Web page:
Along with the book, you'd often see a notepad and a pencil for scribbling notes and ideas. It's a habit that I still keep. Look in my purse, and you'll find a bound notebook, an assortment of pens, and paperback books galore.

My family and schoolmates considered me odd. But my grandmother and mother put up with it. My grandmother would vacuum around me so I wouldn't have to close the book I was reading. My mom and dad indulged my book whims and wishes and would let me roam the aisles of the local bookstores until I was tired.

A few years ago, I realized that this desire to tell stories and make up stories wasn't abnormal as others in my life saw it. This came when I sat in on a graduate rhetorical theory seminar. Before your head hits the table in boredom, I learned a few useful things out of the class. One, I learned how to fall asleep with my eyes open and with minimal noise. Two, I was exposed to Walter Fisher's narrative paradigm.

The short but sweet version of the narrative paradigm is that human beings are natural storytellers. We string the pearls of our lives--the beginnings, the loss, the heartaches, the triumphs, the minutiae, the boring mess, the everyday lived experiences, the conflict, the ends--together to communicate to discuss our experiences and to help others know our situation and our lives.

I write because I can and I must. I write because I am not good at much else in my life. I create stories because it's the universal way. I am a natural story-weaver and a born storyteller who understands the world through and because of stories. I write and create because it's how I am able to grasp onto something certain in this slippery and confusing world.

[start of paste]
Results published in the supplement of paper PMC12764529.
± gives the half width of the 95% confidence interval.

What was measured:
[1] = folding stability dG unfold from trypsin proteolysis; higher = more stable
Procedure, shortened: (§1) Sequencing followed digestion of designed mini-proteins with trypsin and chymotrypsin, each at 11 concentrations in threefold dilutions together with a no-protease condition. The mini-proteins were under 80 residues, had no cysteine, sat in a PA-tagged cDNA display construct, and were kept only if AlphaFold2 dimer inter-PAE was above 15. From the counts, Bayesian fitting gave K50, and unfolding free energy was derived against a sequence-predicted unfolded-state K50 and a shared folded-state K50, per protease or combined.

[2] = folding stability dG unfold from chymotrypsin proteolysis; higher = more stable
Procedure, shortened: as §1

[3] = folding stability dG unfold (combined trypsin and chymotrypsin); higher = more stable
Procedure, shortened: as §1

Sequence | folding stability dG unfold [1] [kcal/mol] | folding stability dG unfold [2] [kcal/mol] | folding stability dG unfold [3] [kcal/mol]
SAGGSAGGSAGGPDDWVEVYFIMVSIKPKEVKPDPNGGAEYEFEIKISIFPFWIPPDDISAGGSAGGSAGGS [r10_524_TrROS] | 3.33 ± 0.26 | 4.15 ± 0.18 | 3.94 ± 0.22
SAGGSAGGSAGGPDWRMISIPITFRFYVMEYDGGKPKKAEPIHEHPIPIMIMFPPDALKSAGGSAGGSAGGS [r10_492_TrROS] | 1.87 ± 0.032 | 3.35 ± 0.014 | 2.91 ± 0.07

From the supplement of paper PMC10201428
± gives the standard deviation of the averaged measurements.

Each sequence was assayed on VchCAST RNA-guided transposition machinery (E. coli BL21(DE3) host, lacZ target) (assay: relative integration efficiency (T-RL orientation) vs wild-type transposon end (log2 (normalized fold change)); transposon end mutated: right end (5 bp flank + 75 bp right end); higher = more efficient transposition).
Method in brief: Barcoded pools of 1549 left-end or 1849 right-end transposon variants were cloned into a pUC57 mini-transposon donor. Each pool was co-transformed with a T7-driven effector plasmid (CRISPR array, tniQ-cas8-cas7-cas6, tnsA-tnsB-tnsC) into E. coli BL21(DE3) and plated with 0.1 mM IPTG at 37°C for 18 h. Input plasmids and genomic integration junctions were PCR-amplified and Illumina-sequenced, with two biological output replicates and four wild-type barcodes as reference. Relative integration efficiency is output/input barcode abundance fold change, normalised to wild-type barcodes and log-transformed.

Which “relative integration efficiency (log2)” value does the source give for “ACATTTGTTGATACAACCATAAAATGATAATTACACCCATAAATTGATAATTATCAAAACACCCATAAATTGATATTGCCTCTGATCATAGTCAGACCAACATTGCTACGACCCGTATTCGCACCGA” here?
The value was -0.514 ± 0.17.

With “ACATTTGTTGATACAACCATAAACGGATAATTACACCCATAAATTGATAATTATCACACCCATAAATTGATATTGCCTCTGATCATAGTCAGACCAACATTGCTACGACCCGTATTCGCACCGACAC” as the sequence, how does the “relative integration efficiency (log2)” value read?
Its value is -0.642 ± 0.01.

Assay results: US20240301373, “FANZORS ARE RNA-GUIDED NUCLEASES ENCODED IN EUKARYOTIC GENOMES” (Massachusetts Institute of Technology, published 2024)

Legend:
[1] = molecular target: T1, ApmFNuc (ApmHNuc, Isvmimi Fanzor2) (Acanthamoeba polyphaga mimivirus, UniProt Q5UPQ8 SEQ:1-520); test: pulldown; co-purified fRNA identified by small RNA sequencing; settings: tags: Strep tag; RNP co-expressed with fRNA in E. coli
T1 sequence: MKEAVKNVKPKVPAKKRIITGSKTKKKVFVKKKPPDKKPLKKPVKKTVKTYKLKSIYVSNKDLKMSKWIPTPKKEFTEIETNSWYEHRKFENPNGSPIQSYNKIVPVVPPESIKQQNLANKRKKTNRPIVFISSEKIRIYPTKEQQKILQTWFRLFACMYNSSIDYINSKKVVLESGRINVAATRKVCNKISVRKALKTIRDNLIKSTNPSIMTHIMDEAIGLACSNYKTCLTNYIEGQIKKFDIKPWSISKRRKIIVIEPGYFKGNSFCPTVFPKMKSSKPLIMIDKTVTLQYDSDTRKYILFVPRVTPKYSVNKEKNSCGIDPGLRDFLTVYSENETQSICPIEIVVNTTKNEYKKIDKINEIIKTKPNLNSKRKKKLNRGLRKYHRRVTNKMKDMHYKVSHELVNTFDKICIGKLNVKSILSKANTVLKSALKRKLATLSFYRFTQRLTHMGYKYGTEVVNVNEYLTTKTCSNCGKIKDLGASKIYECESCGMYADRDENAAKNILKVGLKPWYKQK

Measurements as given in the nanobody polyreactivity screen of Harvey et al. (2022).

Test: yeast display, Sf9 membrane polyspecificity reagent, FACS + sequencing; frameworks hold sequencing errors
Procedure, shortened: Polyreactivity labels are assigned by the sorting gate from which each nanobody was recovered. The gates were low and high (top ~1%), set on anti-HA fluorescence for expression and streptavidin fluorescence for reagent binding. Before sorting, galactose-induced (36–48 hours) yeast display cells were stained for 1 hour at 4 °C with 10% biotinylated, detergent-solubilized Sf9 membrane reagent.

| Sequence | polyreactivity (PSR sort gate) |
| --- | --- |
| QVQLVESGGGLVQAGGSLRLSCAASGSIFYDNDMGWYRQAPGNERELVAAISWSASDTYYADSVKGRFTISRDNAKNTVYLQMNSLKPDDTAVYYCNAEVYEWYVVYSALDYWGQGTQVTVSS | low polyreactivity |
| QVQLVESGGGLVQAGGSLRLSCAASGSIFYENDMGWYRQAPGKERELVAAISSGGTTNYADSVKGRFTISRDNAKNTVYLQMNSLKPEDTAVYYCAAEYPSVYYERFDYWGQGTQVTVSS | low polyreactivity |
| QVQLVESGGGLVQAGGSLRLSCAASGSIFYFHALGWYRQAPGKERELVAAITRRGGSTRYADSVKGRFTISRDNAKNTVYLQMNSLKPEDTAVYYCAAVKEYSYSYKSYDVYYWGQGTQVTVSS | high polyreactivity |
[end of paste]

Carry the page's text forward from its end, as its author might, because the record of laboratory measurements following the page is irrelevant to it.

*My caveat: To quote Dorothy Parker, "I hate writing, I love having written." Writing continues to be a draining yet life-giving force in my life, and I hate the demands and taxes it places on me. But I do love the rewards of seeing and revising the words I have written on the page.

Thursday, November 5, 2009

What triggered me to write?

Originally there was no trigger. Writing was (and is) something that is part of me. I’ve invented stories for as long as I can remember, and started writing when I was eight or nine.

I scribbled my first stories in an exercise book and used characters from my favourite school stories by Enid Blyton and pony stories by Ruby Ferguson. From these I moved on to original stories about the characters who lived my head. School, pony or theatre stories. I was stage-struck in my early teens, and wrote several plays which we performed with my Girl Guide group. I now shudder when I think of some of them!

In my mid-teens, my stories were written for my friends, and were usually about anyone we happened to have a crush on at the time. I’d probably be sued for libel if any of those stories saw the light of day. I’m not sure if fan-fiction had been invented back in the 50’s, but essentially that was what I was doing.

I wrote all the time. Not just stories, but long letters to my friends and a detailed diary. I simply wrote. It was as natural to me as breathing.

Writing fiction took a backseat during my university days, there simply wasn’t the time. I started teaching, got married and had a baby. When my baby daughter was asleep in the afternoons, I started writing fiction again. In longhand on paper, with all the crossings-out and tearing up of sheets of paper which that involved. I wrote a novel, an extended version of one of my teenage stories (with names changed, of course!). At the time, I had no intention of submitting it anywhere, I was simply writing for myself. Maybe it was my escape from baby-talk, bottles and nappies. I decided to submit it to Mills and Boon and it was accepted. Two more novels followed, and several short stories for magazines.